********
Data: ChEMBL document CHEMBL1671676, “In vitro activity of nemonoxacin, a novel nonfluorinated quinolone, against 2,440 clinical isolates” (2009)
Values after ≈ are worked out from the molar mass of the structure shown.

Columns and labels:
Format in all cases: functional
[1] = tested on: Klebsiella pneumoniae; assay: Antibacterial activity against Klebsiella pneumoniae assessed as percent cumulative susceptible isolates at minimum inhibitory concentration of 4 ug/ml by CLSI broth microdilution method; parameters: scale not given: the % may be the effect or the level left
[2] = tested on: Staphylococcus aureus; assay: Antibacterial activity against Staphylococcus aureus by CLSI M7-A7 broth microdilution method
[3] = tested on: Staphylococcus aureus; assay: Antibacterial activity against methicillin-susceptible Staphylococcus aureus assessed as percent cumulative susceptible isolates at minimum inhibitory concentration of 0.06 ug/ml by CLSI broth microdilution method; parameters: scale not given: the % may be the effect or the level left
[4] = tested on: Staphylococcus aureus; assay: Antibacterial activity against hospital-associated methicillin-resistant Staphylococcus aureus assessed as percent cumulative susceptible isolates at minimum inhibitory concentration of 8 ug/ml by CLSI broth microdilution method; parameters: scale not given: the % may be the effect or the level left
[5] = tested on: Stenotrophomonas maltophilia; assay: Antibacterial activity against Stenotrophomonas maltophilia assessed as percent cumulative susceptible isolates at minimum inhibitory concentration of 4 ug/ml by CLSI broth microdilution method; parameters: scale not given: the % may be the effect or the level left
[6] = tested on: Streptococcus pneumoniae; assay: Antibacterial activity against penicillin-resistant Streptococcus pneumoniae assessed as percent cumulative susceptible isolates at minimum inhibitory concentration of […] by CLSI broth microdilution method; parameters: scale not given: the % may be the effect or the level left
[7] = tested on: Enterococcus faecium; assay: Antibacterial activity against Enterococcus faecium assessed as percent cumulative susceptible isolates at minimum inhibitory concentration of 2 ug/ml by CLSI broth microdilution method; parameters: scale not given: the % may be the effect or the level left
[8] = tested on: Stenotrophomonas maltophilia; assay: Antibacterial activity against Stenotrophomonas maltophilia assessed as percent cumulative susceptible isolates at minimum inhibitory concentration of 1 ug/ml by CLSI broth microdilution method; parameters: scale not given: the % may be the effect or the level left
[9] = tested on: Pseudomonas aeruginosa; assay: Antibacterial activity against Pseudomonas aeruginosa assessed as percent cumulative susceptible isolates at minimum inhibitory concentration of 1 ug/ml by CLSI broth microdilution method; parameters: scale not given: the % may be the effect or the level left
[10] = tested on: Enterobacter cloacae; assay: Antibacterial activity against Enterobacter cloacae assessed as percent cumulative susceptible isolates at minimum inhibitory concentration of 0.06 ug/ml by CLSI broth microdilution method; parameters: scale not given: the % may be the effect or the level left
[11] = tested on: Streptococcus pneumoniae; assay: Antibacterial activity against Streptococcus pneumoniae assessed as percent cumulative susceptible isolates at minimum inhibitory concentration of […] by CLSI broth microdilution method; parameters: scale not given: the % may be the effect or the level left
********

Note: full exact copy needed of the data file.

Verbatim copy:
Data: ChEMBL document CHEMBL1671676, “In vitro activity of nemonoxacin, a novel nonfluorinated quinolone, against 2,440 clinical isolates” (2009)
Values after ≈ are worked out from the molar mass of the structure shown.

Columns and labels:
Format in all cases: functional
[1] = tested on: Klebsiella pneumoniae; assay: Antibacterial activity against Klebsiella pneumoniae assessed as percent cumulative susceptible isolates at minimum inhibitory concentration of 4 ug/ml by CLSI broth microdilution method; parameters: scale not given: the % may be the effect or the level left
[2] = tested on: Staphylococcus aureus; assay: Antibacterial activity against Staphylococcus aureus by CLSI M7-A7 broth microdilution method
[3] = tested on: Staphylococcus aureus; assay: Antibacterial activity against methicillin-susceptible Staphylococcus aureus assessed as percent cumulative susceptible isolates at minimum inhibitory concentration of 0.06 ug/ml by CLSI broth microdilution method; parameters: scale not given: the % may be the effect or the level left
[4] = tested on: Staphylococcus aureus; assay: Antibacterial activity against hospital-associated methicillin-resistant Staphylococcus aureus assessed as percent cumulative susceptible isolates at minimum inhibitory concentration of 8 ug/ml by CLSI broth microdilution method; parameters: scale not given: the % may be the effect or the level left
[5] = tested on: Stenotrophomonas maltophilia; assay: Antibacterial activity against Stenotrophomonas maltophilia assessed as percent cumulative susceptible isolates at minimum inhibitory concentration of 4 ug/ml by CLSI broth microdilution method; parameters: scale not given: the % may be the effect or the level left
[6] = tested on: Streptococcus pneumoniae; assay: Antibacterial activity against penicillin-resistant Streptococcus pneumoniae assessed as percent cumulative susceptible isolates at minimum inhibitory concentration of […] by CLSI broth microdilution method; parameters: scale not given: the % may be the effect or the level left
[7] = tested on: Enterococcus faecium; assay: Antibacterial activity against Enterococcus faecium assessed as percent cumulative susceptible isolates at minimum inhibitory concentration of 2 ug/ml by CLSI broth microdilution method; parameters: scale not given: the % may be the effect or the level left
[8] = tested on: Stenotrophomonas maltophilia; assay: Antibacterial activity against Stenotrophomonas maltophilia assessed as percent cumulative susceptible isolates at minimum inhibitory concentration of 1 ug/ml by CLSI broth microdilution method; parameters: scale not given: the % may be the effect or the level left
[9] = tested on: Pseudomonas aeruginosa; assay: Antibacterial activity against Pseudomonas aeruginosa assessed as percent cumulative susceptible isolates at minimum inhibitory concentration of 1 ug/ml by CLSI broth microdilution method; parameters: scale not given: the % may be the effect or the level left
[10] = tested on: Enterobacter cloacae; assay: Antibacterial activity against Enterobacter cloacae assessed as percent cumulative susceptible isolates at minimum inhibitory concentration of 0.06 ug/ml by CLSI broth microdilution method; parameters: scale not given: the % may be the effect or the level left
[11] = tested on: Streptococcus pneumoniae; assay: Antibacterial activity against Streptococcus pneumoniae assessed as percent cumulative susceptible isolates at minimum inhibitory concentration of […] by CLSI broth microdilution method; parameters: scale not given: the % may be the effect or the level left